Candidates have few new ideas on economy
The three Democratic candidates for governor are advancing strikingly similar proposals to repair Hawai'i's economy essentially variations on ideas that have been circulating for years: diversify the economy and use tax incentives to create jobs and attract new business.
But with experts in disagreement on whether tax incentives work, and few realistic options for shifting even a sliver of the state's 200,000 tourism workers into other businesses, the plans detailed by the Democrats and Republican Linda Lingle have many economists and businesspeople unimpressed.
Gov. Ben Cayetano is dismissive even of the Democrats' ideas, and said none of the candidates has explained specifically how he or she plans to meet the state's economic challenges.
"A lot of this stuff is very, very general," the governor said. "I don't see anything that really kind of jumps out of the woodwork."
Democrats Mazie Hirono, Ed Case, and D.G. "Andy" Anderson all oppose raising taxes, preferring instead tax incentives to support and attract businesses in fields such as high technology.
But economic experts say they have seen no confirmation that tax incentives are boosting Hawai'i's economy, or that more would help.
University of Hawai'i economics professor James Mak said tax incentives have become popular politically "because people have run out of options."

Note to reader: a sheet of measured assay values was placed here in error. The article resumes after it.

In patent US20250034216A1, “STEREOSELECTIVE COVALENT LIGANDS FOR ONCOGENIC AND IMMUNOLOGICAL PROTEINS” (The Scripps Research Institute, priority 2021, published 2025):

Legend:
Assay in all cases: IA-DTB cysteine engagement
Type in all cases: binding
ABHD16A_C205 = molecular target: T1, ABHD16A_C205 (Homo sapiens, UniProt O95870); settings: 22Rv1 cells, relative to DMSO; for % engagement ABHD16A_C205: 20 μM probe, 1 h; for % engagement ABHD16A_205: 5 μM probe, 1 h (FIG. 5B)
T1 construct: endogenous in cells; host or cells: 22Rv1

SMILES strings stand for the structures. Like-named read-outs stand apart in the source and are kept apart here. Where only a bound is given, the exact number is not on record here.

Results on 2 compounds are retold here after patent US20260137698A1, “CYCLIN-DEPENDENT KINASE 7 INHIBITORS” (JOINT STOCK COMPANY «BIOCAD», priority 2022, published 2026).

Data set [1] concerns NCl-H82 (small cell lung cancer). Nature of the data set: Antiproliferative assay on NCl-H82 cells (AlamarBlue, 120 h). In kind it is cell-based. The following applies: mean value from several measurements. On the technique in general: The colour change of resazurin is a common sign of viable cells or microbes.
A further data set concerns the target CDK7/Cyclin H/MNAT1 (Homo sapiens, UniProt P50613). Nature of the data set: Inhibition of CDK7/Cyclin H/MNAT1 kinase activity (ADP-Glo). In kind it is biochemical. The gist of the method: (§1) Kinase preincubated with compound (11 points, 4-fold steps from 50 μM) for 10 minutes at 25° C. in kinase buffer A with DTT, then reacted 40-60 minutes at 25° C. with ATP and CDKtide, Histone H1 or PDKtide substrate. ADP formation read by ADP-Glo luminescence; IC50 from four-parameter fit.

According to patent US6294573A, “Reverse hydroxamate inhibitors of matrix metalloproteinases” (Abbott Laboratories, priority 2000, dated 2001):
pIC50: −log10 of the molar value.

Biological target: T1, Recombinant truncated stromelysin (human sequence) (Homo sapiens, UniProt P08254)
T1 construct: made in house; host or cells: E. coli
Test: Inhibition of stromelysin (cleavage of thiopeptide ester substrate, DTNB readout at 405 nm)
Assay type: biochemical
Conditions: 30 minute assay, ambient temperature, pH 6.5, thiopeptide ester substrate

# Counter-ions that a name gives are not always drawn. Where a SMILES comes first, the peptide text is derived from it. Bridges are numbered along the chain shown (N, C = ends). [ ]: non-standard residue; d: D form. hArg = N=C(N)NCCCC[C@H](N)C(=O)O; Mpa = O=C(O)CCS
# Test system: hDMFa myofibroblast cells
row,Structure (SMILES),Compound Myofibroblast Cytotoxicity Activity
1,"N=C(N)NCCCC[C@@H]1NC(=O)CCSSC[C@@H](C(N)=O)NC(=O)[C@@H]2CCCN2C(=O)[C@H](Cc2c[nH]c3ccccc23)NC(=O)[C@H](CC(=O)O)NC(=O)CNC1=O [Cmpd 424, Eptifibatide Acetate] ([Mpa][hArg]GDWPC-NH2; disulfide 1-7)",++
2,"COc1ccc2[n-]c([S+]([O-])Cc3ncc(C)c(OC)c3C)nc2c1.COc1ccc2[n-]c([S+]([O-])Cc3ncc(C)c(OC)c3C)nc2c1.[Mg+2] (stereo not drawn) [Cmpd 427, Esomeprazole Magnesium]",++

"You always hear about this anecdotal evidence about individual cases where things like that work," he said. "Overall, though, I think the evidence is not strong."
Mak noted that tax credits and other incentives cause at least a short-term loss in state tax revenues, and questioned whether candidates have thought about how to handle that and whether the cost would be worth it. None has addressed the question.
"You need to perform some cost-benefit analysis," Mak said. "They're quite ready to sort of handpick the areas they're willing to put their money in or taxpayers' money in without an indication of what the tradeoff to us will be."
Lowell Kalapa, president of the Tax Foundation of Hawai'i, said the focus on tax incentives appears to be an effort to find a simple, "sexy" idea that voters can grasp. But he believes a more complicated, multi-faceted approach is needed to refresh and diversify the economy.
"Maybe that's how a political campaign takes place," Kalapa said. "You espouse ideas that appeal to the uninformed voter and you don't have to worry about the details. Well, if they've got a plan, then show it, because I think people need to have some sort of comfort level with what they're saying.
"To me, all three of them, most of it is political rhetoric."
High-tech businesses may indeed be the most likely sources of economic diversification and growth, but they also are likely to be drawn by resources such as a skilled work force, Kalapa said.